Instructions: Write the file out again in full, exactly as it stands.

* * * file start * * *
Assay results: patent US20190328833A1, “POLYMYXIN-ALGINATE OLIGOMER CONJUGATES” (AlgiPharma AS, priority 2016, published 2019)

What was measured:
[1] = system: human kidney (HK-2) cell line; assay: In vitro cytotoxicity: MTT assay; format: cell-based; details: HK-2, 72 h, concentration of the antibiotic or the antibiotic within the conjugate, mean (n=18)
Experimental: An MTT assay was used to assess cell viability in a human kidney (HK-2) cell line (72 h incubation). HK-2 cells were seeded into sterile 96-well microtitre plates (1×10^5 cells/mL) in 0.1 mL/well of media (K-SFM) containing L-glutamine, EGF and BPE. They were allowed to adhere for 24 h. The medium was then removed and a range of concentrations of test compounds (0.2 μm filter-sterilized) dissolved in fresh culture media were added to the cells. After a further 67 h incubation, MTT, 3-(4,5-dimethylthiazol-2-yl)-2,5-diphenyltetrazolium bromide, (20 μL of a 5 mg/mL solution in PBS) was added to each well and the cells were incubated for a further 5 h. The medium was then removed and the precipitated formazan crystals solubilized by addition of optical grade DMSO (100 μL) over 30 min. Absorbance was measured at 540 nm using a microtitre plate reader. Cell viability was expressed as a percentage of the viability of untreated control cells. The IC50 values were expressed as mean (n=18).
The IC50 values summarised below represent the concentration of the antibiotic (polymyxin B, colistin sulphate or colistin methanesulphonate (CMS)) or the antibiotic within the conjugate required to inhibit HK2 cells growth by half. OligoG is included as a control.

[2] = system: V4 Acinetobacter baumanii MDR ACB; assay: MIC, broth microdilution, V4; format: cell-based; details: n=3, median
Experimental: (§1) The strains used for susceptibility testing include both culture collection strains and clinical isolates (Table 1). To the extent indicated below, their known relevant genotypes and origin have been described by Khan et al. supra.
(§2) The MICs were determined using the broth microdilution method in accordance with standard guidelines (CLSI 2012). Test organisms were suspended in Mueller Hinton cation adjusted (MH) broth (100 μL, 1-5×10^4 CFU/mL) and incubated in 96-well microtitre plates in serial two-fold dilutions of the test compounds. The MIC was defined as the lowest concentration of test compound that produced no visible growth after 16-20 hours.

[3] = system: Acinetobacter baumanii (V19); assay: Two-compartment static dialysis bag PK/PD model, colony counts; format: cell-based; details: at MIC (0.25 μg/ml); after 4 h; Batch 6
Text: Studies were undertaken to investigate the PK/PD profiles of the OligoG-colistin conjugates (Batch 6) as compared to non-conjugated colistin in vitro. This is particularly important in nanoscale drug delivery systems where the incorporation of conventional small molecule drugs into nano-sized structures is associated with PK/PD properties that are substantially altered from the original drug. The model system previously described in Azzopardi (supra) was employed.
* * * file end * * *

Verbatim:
Assay results: patent US20190328833A1, “POLYMYXIN-ALGINATE OLIGOMER CONJUGATES” (AlgiPharma AS, priority 2016, published 2019)

What was measured:
[1] = system: human kidney (HK-2) cell line; assay: In vitro cytotoxicity: MTT assay; format: cell-based; details: HK-2, 72 h, concentration of the antibiotic or the antibiotic within the conjugate, mean (n=18)
Experimental: An MTT assay was used to assess cell viability in a human kidney (HK-2) cell line (72 h incubation). HK-2 cells were seeded into sterile 96-well microtitre plates (1×10^5 cells/mL) in 0.1 mL/well of media (K-SFM) containing L-glutamine, EGF and BPE. They were allowed to adhere for 24 h. The medium was then removed and a range of concentrations of test compounds (0.2 μm filter-sterilized) dissolved in fresh culture media were added to the cells. After a further 67 h incubation, MTT, 3-(4,5-dimethylthiazol-2-yl)-2,5-diphenyltetrazolium bromide, (20 μL of a 5 mg/mL solution in PBS) was added to each well and the cells were incubated for a further 5 h. The medium was then removed and the precipitated formazan crystals solubilized by addition of optical grade DMSO (100 μL) over 30 min. Absorbance was measured at 540 nm using a microtitre plate reader. Cell viability was expressed as a percentage of the viability of untreated control cells. The IC50 values were expressed as mean (n=18).
The IC50 values summarised below represent the concentration of the antibiotic (polymyxin B, colistin sulphate or colistin methanesulphonate (CMS)) or the antibiotic within the conjugate required to inhibit HK2 cells growth by half. OligoG is included as a control.

[2] = system: V4 Acinetobacter baumanii MDR ACB; assay: MIC, broth microdilution, V4; format: cell-based; details: n=3, median
Experimental: (§1) The strains used for susceptibility testing include both culture collection strains and clinical isolates (Table 1). To the extent indicated below, their known relevant genotypes and origin have been described by Khan et al. supra.
(§2) The MICs were determined using the broth microdilution method in accordance with standard guidelines (CLSI 2012). Test organisms were suspended in Mueller Hinton cation adjusted (MH) broth (100 μL, 1-5×10^4 CFU/mL) and incubated in 96-well microtitre plates in serial two-fold dilutions of the test compounds. The MIC was defined as the lowest concentration of test compound that produced no visible growth after 16-20 hours.

[3] = system: Acinetobacter baumanii (V19); assay: Two-compartment static dialysis bag PK/PD model, colony counts; format: cell-based; details: at MIC (0.25 μg/ml); after 4 h; Batch 6
Text: Studies were undertaken to investigate the PK/PD profiles of the OligoG-colistin conjugates (Batch 6) as compared to non-conjugated colistin in vitro. This is particularly important in nanoscale drug delivery systems where the incorporation of conventional small molecule drugs into nano-sized structures is associated with PK/PD properties that are substantially altered from the original drug. The model system previously described in Azzopardi (supra) was employed.